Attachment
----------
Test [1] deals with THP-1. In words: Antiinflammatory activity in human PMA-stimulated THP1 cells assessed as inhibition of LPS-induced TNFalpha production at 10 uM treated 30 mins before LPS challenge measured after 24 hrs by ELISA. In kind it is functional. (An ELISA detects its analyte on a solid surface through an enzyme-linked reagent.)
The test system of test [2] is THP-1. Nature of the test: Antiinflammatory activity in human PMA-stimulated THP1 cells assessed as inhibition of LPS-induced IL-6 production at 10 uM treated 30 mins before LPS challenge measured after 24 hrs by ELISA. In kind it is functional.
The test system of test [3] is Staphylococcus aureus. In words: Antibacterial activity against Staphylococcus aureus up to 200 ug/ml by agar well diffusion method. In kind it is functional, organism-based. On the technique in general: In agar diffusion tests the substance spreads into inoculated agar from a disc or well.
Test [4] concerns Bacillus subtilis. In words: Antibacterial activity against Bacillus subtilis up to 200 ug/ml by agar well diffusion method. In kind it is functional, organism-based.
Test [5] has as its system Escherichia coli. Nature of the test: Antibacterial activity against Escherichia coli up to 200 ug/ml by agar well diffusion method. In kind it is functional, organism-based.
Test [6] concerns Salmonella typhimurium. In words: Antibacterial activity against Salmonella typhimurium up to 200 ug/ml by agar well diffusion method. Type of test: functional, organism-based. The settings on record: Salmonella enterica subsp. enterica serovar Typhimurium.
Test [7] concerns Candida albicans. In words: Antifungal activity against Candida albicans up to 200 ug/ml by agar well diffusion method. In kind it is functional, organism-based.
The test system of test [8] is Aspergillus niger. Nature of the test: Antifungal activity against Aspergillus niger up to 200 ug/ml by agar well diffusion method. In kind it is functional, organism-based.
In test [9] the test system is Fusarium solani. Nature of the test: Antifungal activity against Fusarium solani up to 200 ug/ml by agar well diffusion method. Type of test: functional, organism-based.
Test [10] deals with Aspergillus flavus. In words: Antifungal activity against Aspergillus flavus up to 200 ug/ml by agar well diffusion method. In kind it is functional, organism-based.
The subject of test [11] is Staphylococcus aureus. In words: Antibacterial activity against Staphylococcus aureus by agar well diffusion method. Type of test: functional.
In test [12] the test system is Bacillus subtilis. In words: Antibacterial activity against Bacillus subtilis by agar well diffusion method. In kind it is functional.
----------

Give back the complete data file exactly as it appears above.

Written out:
Test [1] deals with THP-1. In words: Antiinflammatory activity in human PMA-stimulated THP1 cells assessed as inhibition of LPS-induced TNFalpha production at 10 uM treated 30 mins before LPS challenge measured after 24 hrs by ELISA. In kind it is functional. (An ELISA detects its analyte on a solid surface through an enzyme-linked reagent.)
The test system of test [2] is THP-1. Nature of the test: Antiinflammatory activity in human PMA-stimulated THP1 cells assessed as inhibition of LPS-induced IL-6 production at 10 uM treated 30 mins before LPS challenge measured after 24 hrs by ELISA. In kind it is functional.
The test system of test [3] is Staphylococcus aureus. In words: Antibacterial activity against Staphylococcus aureus up to 200 ug/ml by agar well diffusion method. In kind it is functional, organism-based. On the technique in general: In agar diffusion tests the substance spreads into inoculated agar from a disc or well.
Test [4] concerns Bacillus subtilis. In words: Antibacterial activity against Bacillus subtilis up to 200 ug/ml by agar well diffusion method. In kind it is functional, organism-based.
Test [5] has as its system Escherichia coli. Nature of the test: Antibacterial activity against Escherichia coli up to 200 ug/ml by agar well diffusion method. In kind it is functional, organism-based.
Test [6] concerns Salmonella typhimurium. In words: Antibacterial activity against Salmonella typhimurium up to 200 ug/ml by agar well diffusion method. Type of test: functional, organism-based. The settings on record: Salmonella enterica subsp. enterica serovar Typhimurium.
Test [7] concerns Candida albicans. In words: Antifungal activity against Candida albicans up to 200 ug/ml by agar well diffusion method. In kind it is functional, organism-based.
The test system of test [8] is Aspergillus niger. Nature of the test: Antifungal activity against Aspergillus niger up to 200 ug/ml by agar well diffusion method. In kind it is functional, organism-based.
In test [9] the test system is Fusarium solani. Nature of the test: Antifungal activity against Fusarium solani up to 200 ug/ml by agar well diffusion method. Type of test: functional, organism-based.
Test [10] deals with Aspergillus flavus. In words: Antifungal activity against Aspergillus flavus up to 200 ug/ml by agar well diffusion method. In kind it is functional, organism-based.
The subject of test [11] is Staphylococcus aureus. In words: Antibacterial activity against Staphylococcus aureus by agar well diffusion method. Type of test: functional.
In test [12] the test system is Bacillus subtilis. In words: Antibacterial activity against Bacillus subtilis by agar well diffusion method. In kind it is functional.